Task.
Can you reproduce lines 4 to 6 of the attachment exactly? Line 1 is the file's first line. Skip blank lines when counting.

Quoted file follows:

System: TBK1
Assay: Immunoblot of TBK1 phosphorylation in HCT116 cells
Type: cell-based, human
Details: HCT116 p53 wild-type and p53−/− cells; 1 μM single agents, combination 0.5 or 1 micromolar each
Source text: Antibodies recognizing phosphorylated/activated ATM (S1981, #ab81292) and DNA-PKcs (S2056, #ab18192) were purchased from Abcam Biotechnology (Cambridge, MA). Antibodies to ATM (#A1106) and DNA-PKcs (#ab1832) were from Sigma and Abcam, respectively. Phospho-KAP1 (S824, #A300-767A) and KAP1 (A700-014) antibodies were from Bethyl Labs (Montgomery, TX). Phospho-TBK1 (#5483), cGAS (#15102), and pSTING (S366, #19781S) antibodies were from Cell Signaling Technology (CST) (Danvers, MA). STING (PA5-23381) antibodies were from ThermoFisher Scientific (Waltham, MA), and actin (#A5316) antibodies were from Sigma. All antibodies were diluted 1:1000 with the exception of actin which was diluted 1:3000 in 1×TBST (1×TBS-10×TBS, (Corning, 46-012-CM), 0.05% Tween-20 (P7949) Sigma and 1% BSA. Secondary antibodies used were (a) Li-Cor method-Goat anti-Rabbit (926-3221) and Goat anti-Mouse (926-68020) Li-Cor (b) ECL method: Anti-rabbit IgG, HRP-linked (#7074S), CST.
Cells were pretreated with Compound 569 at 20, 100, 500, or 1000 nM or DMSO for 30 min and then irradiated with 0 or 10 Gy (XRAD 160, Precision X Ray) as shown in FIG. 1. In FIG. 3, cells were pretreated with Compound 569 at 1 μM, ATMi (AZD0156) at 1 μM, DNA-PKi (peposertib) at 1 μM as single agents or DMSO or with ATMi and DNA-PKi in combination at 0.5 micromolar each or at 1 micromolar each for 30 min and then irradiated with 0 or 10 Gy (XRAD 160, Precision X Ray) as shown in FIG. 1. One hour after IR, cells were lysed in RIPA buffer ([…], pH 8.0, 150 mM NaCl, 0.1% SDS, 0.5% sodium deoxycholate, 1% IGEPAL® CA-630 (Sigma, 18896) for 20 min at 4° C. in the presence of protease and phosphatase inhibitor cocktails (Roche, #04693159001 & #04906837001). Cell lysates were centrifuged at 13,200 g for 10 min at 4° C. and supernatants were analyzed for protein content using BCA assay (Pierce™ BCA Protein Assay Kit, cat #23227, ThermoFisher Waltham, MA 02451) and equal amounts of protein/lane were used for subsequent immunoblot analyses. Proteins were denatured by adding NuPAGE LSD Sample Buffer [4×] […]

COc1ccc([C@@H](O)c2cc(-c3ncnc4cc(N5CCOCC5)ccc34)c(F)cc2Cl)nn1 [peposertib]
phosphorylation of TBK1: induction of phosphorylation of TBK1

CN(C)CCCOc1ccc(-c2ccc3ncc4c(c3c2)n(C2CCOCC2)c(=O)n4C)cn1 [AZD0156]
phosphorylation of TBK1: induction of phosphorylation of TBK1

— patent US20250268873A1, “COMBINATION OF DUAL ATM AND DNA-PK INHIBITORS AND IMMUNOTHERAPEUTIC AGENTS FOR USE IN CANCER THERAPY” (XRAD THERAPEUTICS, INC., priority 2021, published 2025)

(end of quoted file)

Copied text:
Details: HCT116 p53 wild-type and p53−/− cells; 1 μM single agents, combination 0.5 or 1 micromolar each
Source text: Antibodies recognizing phosphorylated/activated ATM (S1981, #ab81292) and DNA-PKcs (S2056, #ab18192) were purchased from Abcam Biotechnology (Cambridge, MA). Antibodies to ATM (#A1106) and DNA-PKcs (#ab1832) were from Sigma and Abcam, respectively. Phospho-KAP1 (S824, #A300-767A) and KAP1 (A700-014) antibodies were from Bethyl Labs (Montgomery, TX). Phospho-TBK1 (#5483), cGAS (#15102), and pSTING (S366, #19781S) antibodies were from Cell Signaling Technology (CST) (Danvers, MA). STING (PA5-23381) antibodies were from ThermoFisher Scientific (Waltham, MA), and actin (#A5316) antibodies were from Sigma. All antibodies were diluted 1:1000 with the exception of actin which was diluted 1:3000 in 1×TBST (1×TBS-10×TBS, (Corning, 46-012-CM), 0.05% Tween-20 (P7949) Sigma and 1% BSA. Secondary antibodies used were (a) Li-Cor method-Goat anti-Rabbit (926-3221) and Goat anti-Mouse (926-68020) Li-Cor (b) ECL method: Anti-rabbit IgG, HRP-linked (#7074S), CST.
Cells were pretreated with Compound 569 at 20, 100, 500, or 1000 nM or DMSO for 30 min and then irradiated with 0 or 10 Gy (XRAD 160, Precision X Ray) as shown in FIG. 1. In FIG. 3, cells were pretreated with Compound 569 at 1 μM, ATMi (AZD0156) at 1 μM, DNA-PKi (peposertib) at 1 μM as single agents or DMSO or with ATMi and DNA-PKi in combination at 0.5 micromolar each or at 1 micromolar each for 30 min and then irradiated with 0 or 10 Gy (XRAD 160, Precision X Ray) as shown in FIG. 1. One hour after IR, cells were lysed in RIPA buffer ([…], pH 8.0, 150 mM NaCl, 0.1% SDS, 0.5% sodium deoxycholate, 1% IGEPAL® CA-630 (Sigma, 18896) for 20 min at 4° C. in the presence of protease and phosphatase inhibitor cocktails (Roche, #04693159001 & #04906837001). Cell lysates were centrifuged at 13,200 g for 10 min at 4° C. and supernatants were analyzed for protein content using BCA assay (Pierce™ BCA Protein Assay Kit, cat #23227, ThermoFisher Waltham, MA 02451) and equal amounts of protein/lane were used for subsequent immunoblot analyses. Proteins were denatured by adding NuPAGE LSD Sample Buffer [4×] […]